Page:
The Fundamental Rules of Food and Wine Pairing You Should Know


Have you ever find yourself in a situation where you prepare a sumptuous meal yet don’t know which wine to pair? Or, did you ever get stuck in a wine store where you get confused about what wine to buy to satisfy your guests? These questions will surely hit your mind when you host a food and wine pairing activities.

Matching your food with the right bottle of wine comes critical. It is because the taste of the wines can ultimately affect the flavor of the food. Hence, it is always the primary requirement that you should match carefully your wine and food to offer the best meal as possible.

Although food and wine pairing differ depending on personal preferences, your ability to match good wines with different dishes will always come in handy. Generally, the necessary thing you need to contemplate when pairing food with wine is to complement the body of the wine to the flavors of the dish to be served.

Here are some basic steps you should learn when it comes to foods you are serving while picking the most appropriate wine label that will go well with them. It will aid you in mastering the art of food and wine pairing activities.

Find the Most Favorable Balance

Food and wine pairing must complement each other in terms of taste. It means that whatever the flavor of the food you are going to serve should not overpower the taste of the wine. Both should complement and offers a balance of taste. It will ensure a good dining experience for your guests.

The basic rule you need to learn in pairing wine and food is the taste. It means that savory and strong-flavored foods need full-bodied wines while light dishes need light flavored ones. It is also essential that you determine the weight of your food by assessing its weight content.

If the food you serve comes in a lesser fat, then you must serve it with lighter wines. Wines with less alcohol content and more transparent color come as lighter ones.

Check the Most Distinguished Flavor of the Dish

Finding the most prominent flavor of your meal is the easiest way of pairing it with the right wine label. It refers to the feature of the dish that provides the intensity of flavors such as sauce. You can also look for the ingredient that showcases the overpowering taste of the meal, so from there, you can know what wine to pair.

Some dishes may come in the same ingredients but varies in the sauce. Take note that a salmon dish with a creamier sauce must be paired with a heavier wine. Some wines like Malbec and Pauillac Bordeaux Wines can pair with spicy dishes because they complement and exudes the authentic taste of this wine.

The Character and Composition Always Matter

Character and composition refer both to the food and wine you are going to serve. Make sure that you check the texture and structure of the food before you pour a glass of wine that goes with it. It will create a high impact on an impression on your guests when you know which one works well for these activities.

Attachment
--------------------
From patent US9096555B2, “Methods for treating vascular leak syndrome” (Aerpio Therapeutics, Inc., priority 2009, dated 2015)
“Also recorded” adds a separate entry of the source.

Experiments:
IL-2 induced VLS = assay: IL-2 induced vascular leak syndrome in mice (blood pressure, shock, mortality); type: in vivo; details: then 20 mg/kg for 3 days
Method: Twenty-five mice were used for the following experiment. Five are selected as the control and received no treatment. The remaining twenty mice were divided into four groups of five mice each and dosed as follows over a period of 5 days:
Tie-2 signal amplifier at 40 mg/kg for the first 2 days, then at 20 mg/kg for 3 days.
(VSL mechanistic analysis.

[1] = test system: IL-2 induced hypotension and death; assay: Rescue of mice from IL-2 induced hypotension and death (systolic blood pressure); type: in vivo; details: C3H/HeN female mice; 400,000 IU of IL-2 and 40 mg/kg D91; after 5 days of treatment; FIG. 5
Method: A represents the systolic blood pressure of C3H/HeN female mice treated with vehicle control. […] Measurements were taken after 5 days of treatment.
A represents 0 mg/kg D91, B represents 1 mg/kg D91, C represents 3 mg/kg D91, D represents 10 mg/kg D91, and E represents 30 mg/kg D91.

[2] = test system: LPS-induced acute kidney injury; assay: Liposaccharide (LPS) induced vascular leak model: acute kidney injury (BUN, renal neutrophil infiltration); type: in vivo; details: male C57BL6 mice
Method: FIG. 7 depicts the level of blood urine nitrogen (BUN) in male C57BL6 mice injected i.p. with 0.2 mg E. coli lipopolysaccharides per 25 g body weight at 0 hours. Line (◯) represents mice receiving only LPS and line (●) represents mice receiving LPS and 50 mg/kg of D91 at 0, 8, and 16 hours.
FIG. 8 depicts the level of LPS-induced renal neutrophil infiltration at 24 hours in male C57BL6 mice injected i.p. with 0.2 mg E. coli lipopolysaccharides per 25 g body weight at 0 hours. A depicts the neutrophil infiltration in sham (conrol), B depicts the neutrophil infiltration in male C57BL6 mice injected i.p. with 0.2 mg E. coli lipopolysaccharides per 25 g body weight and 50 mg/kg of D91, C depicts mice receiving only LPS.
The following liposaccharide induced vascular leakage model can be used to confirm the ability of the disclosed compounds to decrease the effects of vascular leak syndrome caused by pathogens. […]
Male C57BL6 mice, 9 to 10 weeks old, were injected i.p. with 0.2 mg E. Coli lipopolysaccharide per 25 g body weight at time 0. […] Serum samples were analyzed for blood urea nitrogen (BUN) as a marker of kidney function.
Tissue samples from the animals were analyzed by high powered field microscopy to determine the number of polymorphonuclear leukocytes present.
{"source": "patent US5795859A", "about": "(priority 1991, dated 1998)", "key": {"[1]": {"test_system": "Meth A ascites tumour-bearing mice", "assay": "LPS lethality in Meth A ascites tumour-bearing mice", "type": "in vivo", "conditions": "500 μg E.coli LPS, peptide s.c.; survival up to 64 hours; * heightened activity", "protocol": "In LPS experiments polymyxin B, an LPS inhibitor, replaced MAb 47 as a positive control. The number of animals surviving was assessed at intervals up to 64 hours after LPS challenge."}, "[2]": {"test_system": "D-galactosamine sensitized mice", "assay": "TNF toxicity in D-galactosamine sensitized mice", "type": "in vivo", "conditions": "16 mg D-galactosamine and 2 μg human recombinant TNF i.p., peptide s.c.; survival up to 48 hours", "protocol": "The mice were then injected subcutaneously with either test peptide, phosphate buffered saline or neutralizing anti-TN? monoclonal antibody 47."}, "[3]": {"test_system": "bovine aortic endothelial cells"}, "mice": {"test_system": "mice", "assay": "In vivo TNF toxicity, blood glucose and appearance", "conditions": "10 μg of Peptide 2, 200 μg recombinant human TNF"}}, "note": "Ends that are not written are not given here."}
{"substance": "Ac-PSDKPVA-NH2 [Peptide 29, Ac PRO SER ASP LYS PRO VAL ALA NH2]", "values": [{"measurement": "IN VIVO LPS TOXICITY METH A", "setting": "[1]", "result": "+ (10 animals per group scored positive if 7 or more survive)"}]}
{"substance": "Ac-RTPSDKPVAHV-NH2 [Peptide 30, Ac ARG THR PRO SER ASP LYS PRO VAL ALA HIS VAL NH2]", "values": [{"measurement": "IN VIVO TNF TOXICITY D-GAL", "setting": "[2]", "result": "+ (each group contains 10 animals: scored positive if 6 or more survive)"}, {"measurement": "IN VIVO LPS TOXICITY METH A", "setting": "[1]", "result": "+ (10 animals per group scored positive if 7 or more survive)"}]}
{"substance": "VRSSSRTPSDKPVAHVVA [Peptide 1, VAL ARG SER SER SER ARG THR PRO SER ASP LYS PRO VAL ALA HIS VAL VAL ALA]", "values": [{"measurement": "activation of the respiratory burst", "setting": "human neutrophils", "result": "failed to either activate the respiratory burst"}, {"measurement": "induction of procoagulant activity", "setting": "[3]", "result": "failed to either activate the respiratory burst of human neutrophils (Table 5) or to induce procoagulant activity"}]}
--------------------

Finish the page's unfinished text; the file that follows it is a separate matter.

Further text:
The rule in finding both character and composition comes easy. You only have to pair high-acid wines to the same type of food. Do not pair high tannic wines to fatty foods. It will ruin the taste and can hurt your guest’s appetite. In some cases, a Sauvignon Blanc works well with dishes that require a sauce such as a vinaigrette. Also, wines that come in high-tannic texture must go along with salty and fatty foods.

Take Time to Ponder on Flavor Links

Flavor links refer to the composition of food and wine, which you need to connect. You need to carefully assess the characteristics of your meal as well as the whole structure of the wine. Below is a cheat sheet you can follow to pair your dishes with the exact wine label rightfully.

  • Chardonnay. It can go along with foods that contain creamy sauce and fats.
  • Champagne. You can pair this wine with salty foods.
  • Pinot Grigio. It works well with light meals.
  • Sauvignon Blanc. It blends well with tart dressing dishes.
  • Dry Rose. It pairs well with cheese dishes.
  • Malbec. It goes well with dishes made of sweet and spicy sauces like barbecue.
  • Cabernet Sauvignon. It pairs with red meat dishes.
  • Syrah. It blends with recipes that contain spicy characteristics
  • Riesling Wines. It comes well with Asian dishes made of sweet and spicy ingredients.
  • Zinfandel. It goes perfectly with meals like mousses, terrines, and pates.
  • Pinot Noir. It pairs with truffles and mushrooms.

Now that you know the essential basics of pairing food and wine, you can now throw a dinner party or host a meal gathering with confidence.


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The Fundamental Rules of Food and Wine Pairing You Should Know